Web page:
Just a Little Lovin'
The Austin Music Hall had great security. Ready for any emergency. They promptly removed the half of turkey club I had saved from earlier that evening. I should have considered throwing it away hours ago.
It was a compromise going to the Austin Music Hall. One thing that makes SXSW special is the small, club venues. The Music Hall (capacity 4,400) is larger, even larger than La Zona Rosa (700) where Van Morrison had played two nights before. It was almost full. Crowds shoulder to shoulder standing on the floor space. We went to the second level to sit on one of the concrete slabs that also serve as stairs.
Shelby Lynne's latest cd is a current favorite of mine. Dedicated to Dusty Springfield, the music is intimate and quiet. Perfectly suited to her performance on the small stage at Waterloo Records earlier in the day. Using just a shaker for percussion.
She had her full band for the night show. The lights go down, they take the stage. Once again, it's Buddy Miller's drummer backing her. Or perhaps he is Shelby Lynne's drummer. I should have asked Buddy when I had the chance.
The lights went down, like I said, but the crowd didn’t take the hint. There was the low rumble of conversation and movement. Security moving through the crowd, up and down the stairs around me. Looking for more turkey clubs.
Shelby praised Dusty Springfield and slid into the quiet passion of her songs. Beginning with Just a Little Lovin’, which used silence as an integral part of the arrangement, she covered each song with care and purpose. Security continued to rumble around me. Two women behind me chatted and laughed. Voices rose up from the floor below.
The most intimate show of the festival was being ignored by half the crowd who appeared to be satisfied they had found a place to talk.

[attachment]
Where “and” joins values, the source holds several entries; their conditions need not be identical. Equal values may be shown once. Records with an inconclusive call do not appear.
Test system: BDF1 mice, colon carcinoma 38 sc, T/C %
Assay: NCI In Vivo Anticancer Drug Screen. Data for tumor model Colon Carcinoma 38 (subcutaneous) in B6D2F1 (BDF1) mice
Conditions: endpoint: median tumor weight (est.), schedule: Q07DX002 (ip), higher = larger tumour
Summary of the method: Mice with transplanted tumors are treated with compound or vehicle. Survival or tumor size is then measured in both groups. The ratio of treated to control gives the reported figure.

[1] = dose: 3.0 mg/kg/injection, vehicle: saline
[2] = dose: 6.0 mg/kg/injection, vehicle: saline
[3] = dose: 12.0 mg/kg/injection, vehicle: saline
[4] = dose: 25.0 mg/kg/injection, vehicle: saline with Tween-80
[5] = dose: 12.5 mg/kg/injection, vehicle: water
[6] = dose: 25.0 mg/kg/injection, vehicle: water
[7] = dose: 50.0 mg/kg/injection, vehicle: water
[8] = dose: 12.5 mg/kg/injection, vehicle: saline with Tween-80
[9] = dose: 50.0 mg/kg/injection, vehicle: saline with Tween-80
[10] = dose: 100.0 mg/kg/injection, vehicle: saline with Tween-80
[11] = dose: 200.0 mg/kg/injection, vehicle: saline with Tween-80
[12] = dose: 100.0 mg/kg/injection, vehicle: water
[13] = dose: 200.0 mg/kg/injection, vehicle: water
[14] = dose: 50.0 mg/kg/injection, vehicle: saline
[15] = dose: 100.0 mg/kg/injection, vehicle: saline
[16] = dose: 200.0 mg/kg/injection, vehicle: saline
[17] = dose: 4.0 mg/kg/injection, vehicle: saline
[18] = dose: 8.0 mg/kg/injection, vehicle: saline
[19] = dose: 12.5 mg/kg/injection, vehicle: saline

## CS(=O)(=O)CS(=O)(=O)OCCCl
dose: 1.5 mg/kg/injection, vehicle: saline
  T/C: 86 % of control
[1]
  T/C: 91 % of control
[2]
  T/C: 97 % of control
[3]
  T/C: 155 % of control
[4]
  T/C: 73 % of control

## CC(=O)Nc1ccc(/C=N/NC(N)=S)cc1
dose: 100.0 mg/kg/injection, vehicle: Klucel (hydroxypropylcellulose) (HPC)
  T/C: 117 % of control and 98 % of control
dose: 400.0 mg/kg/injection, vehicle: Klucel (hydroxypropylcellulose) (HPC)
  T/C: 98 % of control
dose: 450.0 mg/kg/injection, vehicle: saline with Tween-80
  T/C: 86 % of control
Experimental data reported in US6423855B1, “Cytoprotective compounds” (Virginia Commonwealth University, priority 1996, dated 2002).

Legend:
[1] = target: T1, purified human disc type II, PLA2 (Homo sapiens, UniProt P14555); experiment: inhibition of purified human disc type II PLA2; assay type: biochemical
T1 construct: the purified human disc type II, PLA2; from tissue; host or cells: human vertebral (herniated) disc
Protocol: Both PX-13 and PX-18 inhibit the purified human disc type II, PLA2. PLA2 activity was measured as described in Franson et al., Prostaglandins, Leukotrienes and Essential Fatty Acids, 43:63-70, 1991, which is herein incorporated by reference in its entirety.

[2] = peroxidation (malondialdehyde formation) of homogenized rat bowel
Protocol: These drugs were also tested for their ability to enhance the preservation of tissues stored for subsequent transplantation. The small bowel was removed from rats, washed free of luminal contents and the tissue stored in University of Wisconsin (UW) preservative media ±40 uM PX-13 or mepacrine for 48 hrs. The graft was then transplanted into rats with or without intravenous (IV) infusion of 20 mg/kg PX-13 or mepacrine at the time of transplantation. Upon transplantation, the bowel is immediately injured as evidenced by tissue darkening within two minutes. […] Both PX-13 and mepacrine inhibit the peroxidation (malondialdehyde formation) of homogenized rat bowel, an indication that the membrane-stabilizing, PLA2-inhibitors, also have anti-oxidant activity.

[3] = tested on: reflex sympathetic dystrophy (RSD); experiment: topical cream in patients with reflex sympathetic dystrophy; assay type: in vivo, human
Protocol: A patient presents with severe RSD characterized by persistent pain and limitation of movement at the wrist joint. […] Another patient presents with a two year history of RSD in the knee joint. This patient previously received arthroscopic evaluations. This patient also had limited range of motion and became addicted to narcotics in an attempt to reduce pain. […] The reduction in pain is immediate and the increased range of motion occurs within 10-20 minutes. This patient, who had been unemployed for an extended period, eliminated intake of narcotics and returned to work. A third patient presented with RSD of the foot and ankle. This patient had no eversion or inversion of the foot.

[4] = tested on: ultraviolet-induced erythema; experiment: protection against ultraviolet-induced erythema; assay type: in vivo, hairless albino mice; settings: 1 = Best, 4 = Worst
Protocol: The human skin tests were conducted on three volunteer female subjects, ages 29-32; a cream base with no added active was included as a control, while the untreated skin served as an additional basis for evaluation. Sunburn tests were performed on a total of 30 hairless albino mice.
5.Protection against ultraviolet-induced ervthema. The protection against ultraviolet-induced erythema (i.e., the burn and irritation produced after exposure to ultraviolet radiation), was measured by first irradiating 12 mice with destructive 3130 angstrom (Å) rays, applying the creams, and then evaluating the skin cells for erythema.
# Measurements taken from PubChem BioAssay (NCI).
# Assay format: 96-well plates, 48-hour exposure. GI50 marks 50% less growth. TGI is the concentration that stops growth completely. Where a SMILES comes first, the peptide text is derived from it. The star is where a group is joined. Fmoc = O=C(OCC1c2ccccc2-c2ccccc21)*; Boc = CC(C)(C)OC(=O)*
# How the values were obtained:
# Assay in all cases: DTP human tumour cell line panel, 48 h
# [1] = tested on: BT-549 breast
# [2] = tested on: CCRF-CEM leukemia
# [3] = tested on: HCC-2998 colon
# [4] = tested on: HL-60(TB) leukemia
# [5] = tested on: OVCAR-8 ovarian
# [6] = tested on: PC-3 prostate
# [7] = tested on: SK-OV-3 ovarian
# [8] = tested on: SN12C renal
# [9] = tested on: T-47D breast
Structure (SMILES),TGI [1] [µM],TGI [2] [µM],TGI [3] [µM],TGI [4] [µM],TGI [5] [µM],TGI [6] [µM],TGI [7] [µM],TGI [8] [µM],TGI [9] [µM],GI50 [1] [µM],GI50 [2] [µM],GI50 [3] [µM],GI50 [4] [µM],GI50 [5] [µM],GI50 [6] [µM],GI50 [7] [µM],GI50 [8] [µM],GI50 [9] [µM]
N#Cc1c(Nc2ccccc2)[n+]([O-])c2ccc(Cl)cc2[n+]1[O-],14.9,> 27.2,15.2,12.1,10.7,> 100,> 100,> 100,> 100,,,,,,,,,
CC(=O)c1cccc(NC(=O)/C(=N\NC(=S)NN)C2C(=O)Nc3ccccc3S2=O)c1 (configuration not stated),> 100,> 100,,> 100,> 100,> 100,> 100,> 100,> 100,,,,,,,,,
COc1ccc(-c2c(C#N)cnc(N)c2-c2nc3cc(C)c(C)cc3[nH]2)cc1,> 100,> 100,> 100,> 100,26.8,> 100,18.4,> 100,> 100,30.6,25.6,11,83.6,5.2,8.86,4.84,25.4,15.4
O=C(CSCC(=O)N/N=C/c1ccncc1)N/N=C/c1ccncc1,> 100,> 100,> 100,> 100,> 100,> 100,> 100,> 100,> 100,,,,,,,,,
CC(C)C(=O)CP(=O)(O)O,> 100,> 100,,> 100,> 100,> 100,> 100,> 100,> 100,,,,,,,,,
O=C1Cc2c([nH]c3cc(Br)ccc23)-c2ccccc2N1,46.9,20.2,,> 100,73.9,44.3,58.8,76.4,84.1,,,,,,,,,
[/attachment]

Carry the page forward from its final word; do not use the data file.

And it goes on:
Ms. Lynne conjured up the presence of Dusty Springfield. Imagined her in the room, and sang to her spirit. Her performance didn’t sway from this. She was (is) either a consummate professional, supernaturally focused, or didn’t hear the restlessness in the Hall.
The folks behind me didn’t appreciate my interrupting them to ask for quiet. They gave a finely selected vocal farewell as we left after the show. Southern hospitality.
The only thing missing from the show that night was Just a Little Lovin’ in the audience, but it was overflowing from the stage.
Buddy Miller was playing at the Cedar St. Courtyard, so we headed over to catch half his set. Just after we arrived, his (or Shelby's) drummer also showed to sit in, too. Shortly thereafter Bonnie Bramlett appeared to sing along with Buddy.
I had been impressed with Bonnie's voice and spunk a couple nights before, but her show, despite the energy, lacked something challenging. My opinion of her was overhauled with this performance. She was pushed by Buddy Miller in a way her band didn't. Buddy Miller has a way of bringing out the best in those around him.
Having always been curious of a band called The Friends of Dino Martinez, I had my chance to cash in that curiosity and see them live a few blocks away immediately following Buddy Miller. When we arrived at the upstairs club, Buddy was sitting on the floor as a fan. He beat us over after his own show.
Dino Martinez and Friends played a contemporary style of surf guitar instrumentals that shifted towards experimental fusion. It could have been a soundtrack to an animated cartoon version of Pulp Fiction. A mix of darkness and light.
Downstairs, under a tent on the patio, is Rosie Flores. I had seen her a few years ago at The Dinosaur in Rochester. It was her birthday, September 10, which she fondly referred to at “the eve of destruction”.
She still had the best cowboy boots of anyone in Austin.
It is a thin crown, maybe 15 to 20, at a show that began a little after 1 am. She is the consummate professional, equal to Shelby Lynne in that, doing her best to keep the crowd into it, her band together and motivated, and herself energetic. I won’t guess her age, but suffice it to say she has a few years on Shelby Lynne, a fraction of her fame, and just a trace of her audience.
It was the show I admired most.